A Monthly Snapshot of Life-Changing Technology
February 28th, 2021
1. Seeing Sound
Google takes a stab at mimicking synesthesia with machine learning.
It's interesting to see high technology applied to an artistic endeavor so inherently and human and emotional.
Google paired up with a cultural complex in Paris called Centre Pompidou to create a virtual exhibition of painter Vassily Kandinsky's work, complete with pieces viewable in an AR gallery. But the main attraction is the exhibit's machine learning experiment, which tries to augment synesthesia, a condition Kandinsky had, that makes a stimulation of one sense turn multi-sensory. Says the president of Centre Pompidou, "when Kandinsky painted, two senses worked systematically together: hearing and sight."
For the project, a hybrid team of experimental musicians and engineers analyzed Kandinsky's writing about his multi-sensory experiences and used them to train Google's Transformer neural network with music from Kandinsky's period. They also did a version using newer scores to create a more current sound perspective of the painting. Play a Kandinsky allows you to click and zoom into different areas of the painting to explore possible experiences of its shapes and colors.
2. Power Move
The pentagon has successfully tested a solar panel prototype that can beam electricity from space back to earth.
US Naval Research Laboratory
To creatively solve for alternative energy sources, sometimes you gotta level up ⬆️.
Here Comes the Sun
The panel is called a "Photovoltaic Radiofrequency Antenna Module" (PRAM). It launched in May of 2020 attached to a drone operated by the Pentagon, circling the earth every 90 minutes. The panel will take advantage of the light in space, which is more powerful because it hasn't yet passed through the atmosphere. It was unnecessary to send energy back to earth in the test run, as that part of the technology has already been proven.
At 12x12 inches, the panel is about the size of a pizza box and can produce around 10 watts (enough energy to power a tablet). However the prototype only marks the starting point of a longer-term project wherein the team imagines dozens of panels scaled up to generate and deliver power anywhere on the globe.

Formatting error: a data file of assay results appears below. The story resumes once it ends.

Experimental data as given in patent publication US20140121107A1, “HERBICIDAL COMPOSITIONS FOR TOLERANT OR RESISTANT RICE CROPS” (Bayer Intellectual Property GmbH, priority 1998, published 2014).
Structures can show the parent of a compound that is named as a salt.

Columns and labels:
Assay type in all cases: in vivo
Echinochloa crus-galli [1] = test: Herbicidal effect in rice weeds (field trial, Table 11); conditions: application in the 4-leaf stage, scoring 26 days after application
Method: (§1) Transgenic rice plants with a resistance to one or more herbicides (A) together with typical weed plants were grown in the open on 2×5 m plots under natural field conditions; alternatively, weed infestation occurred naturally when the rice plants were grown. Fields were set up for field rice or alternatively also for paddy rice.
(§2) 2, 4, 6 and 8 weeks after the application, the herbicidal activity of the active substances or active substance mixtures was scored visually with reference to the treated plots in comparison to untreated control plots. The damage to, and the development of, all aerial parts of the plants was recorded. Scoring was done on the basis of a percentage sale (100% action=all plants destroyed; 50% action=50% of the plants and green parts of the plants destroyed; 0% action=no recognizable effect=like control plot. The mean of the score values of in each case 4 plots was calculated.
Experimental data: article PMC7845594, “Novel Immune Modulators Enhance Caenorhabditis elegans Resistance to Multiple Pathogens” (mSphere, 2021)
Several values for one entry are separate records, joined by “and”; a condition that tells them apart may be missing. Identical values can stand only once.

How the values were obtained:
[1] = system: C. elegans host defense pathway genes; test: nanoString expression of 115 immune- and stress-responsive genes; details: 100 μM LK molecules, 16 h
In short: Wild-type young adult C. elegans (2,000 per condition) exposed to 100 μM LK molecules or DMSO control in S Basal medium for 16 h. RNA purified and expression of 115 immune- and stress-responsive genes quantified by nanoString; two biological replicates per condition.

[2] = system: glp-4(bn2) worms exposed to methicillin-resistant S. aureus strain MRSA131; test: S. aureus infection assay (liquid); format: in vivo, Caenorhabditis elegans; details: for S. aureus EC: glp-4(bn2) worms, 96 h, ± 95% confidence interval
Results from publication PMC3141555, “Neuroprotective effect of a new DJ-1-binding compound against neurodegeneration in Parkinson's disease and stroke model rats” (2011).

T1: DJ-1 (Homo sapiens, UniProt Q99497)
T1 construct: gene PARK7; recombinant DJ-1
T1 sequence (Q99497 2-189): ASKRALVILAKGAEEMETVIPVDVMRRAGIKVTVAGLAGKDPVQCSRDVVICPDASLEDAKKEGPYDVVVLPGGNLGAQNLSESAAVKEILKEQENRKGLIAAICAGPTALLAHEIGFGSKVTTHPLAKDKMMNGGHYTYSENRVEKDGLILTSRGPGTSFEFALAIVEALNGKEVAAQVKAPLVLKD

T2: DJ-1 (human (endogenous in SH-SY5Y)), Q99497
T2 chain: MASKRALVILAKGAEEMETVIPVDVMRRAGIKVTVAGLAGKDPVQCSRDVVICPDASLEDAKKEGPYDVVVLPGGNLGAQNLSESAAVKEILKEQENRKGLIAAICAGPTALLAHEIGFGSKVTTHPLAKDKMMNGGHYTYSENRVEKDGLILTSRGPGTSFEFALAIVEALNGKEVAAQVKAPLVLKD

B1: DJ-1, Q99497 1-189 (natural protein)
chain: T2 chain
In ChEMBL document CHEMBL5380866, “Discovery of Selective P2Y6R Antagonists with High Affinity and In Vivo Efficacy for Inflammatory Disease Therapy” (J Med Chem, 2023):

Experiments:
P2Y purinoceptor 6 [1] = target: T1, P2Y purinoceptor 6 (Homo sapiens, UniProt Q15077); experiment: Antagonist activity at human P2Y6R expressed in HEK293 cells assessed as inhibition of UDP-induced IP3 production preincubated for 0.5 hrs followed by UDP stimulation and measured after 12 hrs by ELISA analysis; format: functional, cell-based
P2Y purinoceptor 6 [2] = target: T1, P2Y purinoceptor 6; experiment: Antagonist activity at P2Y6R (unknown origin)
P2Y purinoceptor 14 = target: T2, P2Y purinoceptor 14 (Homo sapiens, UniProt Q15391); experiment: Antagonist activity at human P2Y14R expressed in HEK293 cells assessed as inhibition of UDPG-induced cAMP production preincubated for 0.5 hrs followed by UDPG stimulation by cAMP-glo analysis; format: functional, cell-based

3. What do you charge?
Scientists have created a tiny device that can turn your body's heat directly into electrical energy.
Anna Gorbacheva / Getty Images
Can it recharge your mental energy at 3pm?
Ring of Fire?
Scientists at the University of Colorado Boulder created a thermoelectric generator (TEG) in the form of a small ring, although it could made the size of a watch or much larger depending on desired capacity for power generation. The team published its study in Science Advances, explaining how a unique material embedded inside the gadget can reconfigure to keep from breaking as the wearer moves.
More Power to You
Use cases for the battery include drug delivery pumps, pacemakers, implantable medical devices, or other wearable electronics. Jianliang Xiao, associate professor on the project, explains his vision of wearable electronics that don't need to have a battery. These TEGs use the temperature difference between your body and the surrounding air to capture energized particles as they pass through an ultra thin barrier to generate power.
4. NYPD Robot Dog
Video has emerged of the NYPD's new robot dog rushing to the scene of a crime.
Daniel Valls/FNTV freedomnews.tv
Does this mean any of the K-9 unit are up for adoption?
The 70 pound robot dog was deployed alongside its human counterparts in response to a home invasion in the Bronx. The video captured "Digidog" swiftly trotting on a sidewalk toward the crime scene. It can reportedly run 3.5 mph, climb stairs, and navigate with artificial intelligence.
Someone commenting on behalf of the NYPD explained that the robot, which features two-way communication, lights, and cameras that allow police to view its surroundings in real time, is currently in a test phase. "This dog is going to save lives, protect people, and protect officers, and that's our goal," adds a NYPD Inspector.
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